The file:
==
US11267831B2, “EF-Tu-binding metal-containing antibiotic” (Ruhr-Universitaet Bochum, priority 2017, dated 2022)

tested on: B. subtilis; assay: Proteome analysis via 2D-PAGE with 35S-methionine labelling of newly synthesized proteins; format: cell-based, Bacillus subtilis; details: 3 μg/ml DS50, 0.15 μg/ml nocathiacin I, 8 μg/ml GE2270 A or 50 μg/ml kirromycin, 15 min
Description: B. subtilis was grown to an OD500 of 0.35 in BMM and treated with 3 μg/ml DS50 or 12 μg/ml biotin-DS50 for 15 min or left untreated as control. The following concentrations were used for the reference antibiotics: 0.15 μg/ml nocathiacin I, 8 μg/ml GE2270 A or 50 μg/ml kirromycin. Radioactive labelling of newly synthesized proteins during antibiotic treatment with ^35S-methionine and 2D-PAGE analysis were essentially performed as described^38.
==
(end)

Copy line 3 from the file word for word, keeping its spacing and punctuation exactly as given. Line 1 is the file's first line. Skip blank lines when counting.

Description: B. subtilis was grown to an OD500 of 0.35 in BMM and treated with 3 μg/ml DS50 or 12 μg/ml biotin-DS50 for 15 min or left untreated as control. The following concentrations were used for the reference antibiotics: 0.15 μg/ml nocathiacin I, 8 μg/ml GE2270 A or 50 μg/ml kirromycin. Radioactive labelling of newly synthesized proteins during antibiotic treatment with ^35S-methionine and 2D-PAGE analysis were essentially performed as described^38.